• Doug Denning, Director, Oregon Youth Conservation Corps
  • Rebecca Franklin, Program Director-Forestry Resources Technology, Central Oregon Community College
  • Joseph Furia, Executive Director, World Forestry Center
  • Lisa Gaines, Director, Institute for Natural Resources, Oregon State University
  • Jake Gibbs, President and CEO, Starker Forests, Inc.
  • Matt Hegerberg, President, Heron Timber
  • Erin Isselmann, Executive Director, Oregon Forest Resources Institute
  • Christian Kaylor, Workforce Economist, Oregon Employment Department
  • Nicole Kent, Manager of Advising and Academic Relations, Oregon State University
  • David Howell, Associate District Manager, Bureau of Land Management
  • Taylor Lucey, Director of Manufacturing and Resources, Oregon Forest Industries Council
  • Karen McFarland, Director of Human Resources, Mason, Bruce & Girard
  • Mark Mitsui, President, Portland Community College
  • Don Motanic, Technical Specialist, Intertribal Timber Council
  • Todd Nell, Director, Oregon Workforce and Talent Development Board
  • Kristina Payne, Executive Director, Lane Workforce Partnership
  • Mac Prichard, Founder and Publisher, Mac’s List
  • Dave Rumker, Managing Director and CIO, Campbell Global
  • Eric Schooler, President and CEO, Collins
  • Kelsey Scotch, Corporate Recruiting Manager, Madden Industrial Craftsmen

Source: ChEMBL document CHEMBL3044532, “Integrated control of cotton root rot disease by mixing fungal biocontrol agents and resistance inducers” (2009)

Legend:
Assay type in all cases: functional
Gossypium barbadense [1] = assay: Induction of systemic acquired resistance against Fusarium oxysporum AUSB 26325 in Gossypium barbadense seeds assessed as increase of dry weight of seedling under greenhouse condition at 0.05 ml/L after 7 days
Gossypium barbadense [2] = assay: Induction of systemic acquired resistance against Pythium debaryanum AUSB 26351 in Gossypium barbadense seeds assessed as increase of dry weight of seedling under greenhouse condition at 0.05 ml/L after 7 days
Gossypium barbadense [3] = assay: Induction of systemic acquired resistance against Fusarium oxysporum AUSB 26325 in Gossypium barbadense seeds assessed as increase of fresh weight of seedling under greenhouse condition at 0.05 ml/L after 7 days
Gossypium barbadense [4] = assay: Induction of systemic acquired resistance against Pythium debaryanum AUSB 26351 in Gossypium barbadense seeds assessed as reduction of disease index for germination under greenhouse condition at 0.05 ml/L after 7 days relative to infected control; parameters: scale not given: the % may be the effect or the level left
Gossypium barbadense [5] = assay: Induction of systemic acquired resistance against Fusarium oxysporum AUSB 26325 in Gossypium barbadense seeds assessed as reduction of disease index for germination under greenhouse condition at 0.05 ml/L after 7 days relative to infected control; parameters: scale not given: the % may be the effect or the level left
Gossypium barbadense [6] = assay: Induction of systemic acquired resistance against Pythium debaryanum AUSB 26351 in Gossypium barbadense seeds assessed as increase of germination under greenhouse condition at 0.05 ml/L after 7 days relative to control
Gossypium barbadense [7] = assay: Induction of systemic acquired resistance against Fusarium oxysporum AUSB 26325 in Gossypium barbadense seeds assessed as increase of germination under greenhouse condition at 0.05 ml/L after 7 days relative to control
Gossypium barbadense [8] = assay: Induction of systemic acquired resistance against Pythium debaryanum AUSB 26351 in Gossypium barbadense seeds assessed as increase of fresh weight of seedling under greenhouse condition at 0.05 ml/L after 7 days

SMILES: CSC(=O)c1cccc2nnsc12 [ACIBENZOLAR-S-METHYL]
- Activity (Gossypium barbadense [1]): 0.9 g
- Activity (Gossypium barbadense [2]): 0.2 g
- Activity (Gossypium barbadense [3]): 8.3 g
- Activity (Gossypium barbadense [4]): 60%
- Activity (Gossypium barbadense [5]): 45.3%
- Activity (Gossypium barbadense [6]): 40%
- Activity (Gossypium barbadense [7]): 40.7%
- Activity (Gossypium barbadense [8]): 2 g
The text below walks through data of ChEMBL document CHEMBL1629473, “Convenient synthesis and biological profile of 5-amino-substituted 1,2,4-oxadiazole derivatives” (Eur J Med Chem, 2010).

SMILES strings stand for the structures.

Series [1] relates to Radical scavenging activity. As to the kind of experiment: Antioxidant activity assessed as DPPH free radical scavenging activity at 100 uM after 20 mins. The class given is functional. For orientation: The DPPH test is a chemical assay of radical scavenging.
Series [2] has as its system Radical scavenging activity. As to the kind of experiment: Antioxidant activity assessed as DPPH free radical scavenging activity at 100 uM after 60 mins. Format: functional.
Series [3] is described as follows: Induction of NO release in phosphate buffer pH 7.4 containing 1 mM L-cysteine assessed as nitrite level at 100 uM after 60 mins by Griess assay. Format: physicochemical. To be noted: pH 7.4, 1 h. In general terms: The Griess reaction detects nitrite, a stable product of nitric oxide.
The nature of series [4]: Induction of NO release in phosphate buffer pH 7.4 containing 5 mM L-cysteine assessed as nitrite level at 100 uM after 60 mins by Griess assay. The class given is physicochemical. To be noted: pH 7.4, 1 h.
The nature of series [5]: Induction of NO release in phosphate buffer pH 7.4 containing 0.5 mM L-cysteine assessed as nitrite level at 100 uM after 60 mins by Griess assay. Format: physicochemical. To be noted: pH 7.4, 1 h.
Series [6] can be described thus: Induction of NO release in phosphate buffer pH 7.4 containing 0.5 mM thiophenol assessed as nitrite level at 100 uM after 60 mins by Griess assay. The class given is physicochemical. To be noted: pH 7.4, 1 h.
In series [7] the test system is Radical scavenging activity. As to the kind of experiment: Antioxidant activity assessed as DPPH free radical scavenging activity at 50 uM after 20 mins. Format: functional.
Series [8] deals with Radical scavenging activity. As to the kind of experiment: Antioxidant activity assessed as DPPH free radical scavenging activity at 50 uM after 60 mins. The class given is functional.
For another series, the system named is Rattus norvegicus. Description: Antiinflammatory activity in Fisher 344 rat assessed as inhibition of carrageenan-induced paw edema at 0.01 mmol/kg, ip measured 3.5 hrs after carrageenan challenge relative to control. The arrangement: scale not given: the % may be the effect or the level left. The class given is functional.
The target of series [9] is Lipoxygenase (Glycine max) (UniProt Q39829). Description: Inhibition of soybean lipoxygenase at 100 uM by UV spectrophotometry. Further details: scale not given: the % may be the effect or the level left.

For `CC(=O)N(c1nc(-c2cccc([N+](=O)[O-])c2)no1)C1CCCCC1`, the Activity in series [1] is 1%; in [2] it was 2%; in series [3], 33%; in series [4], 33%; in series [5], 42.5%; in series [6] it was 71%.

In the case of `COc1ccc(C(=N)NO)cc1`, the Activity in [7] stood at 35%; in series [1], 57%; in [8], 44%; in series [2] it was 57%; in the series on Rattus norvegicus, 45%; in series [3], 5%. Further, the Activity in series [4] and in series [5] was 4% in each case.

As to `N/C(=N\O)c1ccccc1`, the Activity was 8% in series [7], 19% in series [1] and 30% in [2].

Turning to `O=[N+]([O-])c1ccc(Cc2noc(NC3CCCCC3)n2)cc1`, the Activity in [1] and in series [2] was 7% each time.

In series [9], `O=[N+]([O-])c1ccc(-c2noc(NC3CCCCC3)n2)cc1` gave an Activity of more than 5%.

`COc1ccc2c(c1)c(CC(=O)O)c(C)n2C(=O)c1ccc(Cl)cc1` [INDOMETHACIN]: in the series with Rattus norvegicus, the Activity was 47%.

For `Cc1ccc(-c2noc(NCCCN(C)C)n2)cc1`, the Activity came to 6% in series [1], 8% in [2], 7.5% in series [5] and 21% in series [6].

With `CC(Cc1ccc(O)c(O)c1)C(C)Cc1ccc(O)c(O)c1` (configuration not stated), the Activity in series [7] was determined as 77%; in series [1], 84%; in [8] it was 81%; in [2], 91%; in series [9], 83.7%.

• Rex Storm, Forest Policy Manager, Associated Oregon Loggers
  • Kaola Swanson, Oregon Program Director, Pacific Forest Trust
  • Shandra Terry, Regional Public Involvement Coordinator-Public Affairs, U.S. Forest Service
  • Leslie Weldon, Senior Executive-Work Environment and Performance Office, U.S. Forest Service
  • Kellye Wise, VP of Human Resources and Labor Relations, Roseburg Forest Products

2018 WFI Fellow’s “Forestry Lightning Talks”

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The 2018 WFI International Fellows presented their final independent project findings at the Forestry Lightning Talks hosted at the World Forestry Center on September 13, 2018. The event received great attendance from the local forestry and natural resources community. Here are some of the Fellows’ key findings:

  • Xuejiao Li (China): To promote international collaboration in forestry research at the Chinese Academy of Forestry, the department should pide intercultural communication skills, including English-speaking training, to enhance international conference presentation skills and maximize networking opportunities at conferences.
  • Thammarat Mettanurak (Thailand): The introduction of softwood lumber into the Thai housing market could be furthered through research into alternative sources of high-quality softwood lumber and the use of treated softwood lumber, platform framing, hybrid material construction, and prefab/modular housing.
  • Tuan Phan (Vietnam): Carbon pricing can incentivize private and government entities to reduce emission levels through investing in energy-efficient technology and switching to clean energy. Such policies under consideration in Vietnam would address social and economic justice, benefit local communities, and protect the environment.
  • Meei-ru Jeng (Taiwan): To establish a feasible biochar supply chain in Taiwan, fruit orchard trimming waste should be considered for use as a source for biochar production. Biochar should be promoted for use on high-value crops to achieve increased yields.
  • Jeen Bunnik (Netherlands): There is no “one size fits all” solution for forestry education and operations. Instead, forestry policy is multi-layered and unique to each specific region and as such, should be tailored to local forestry operation dynamics.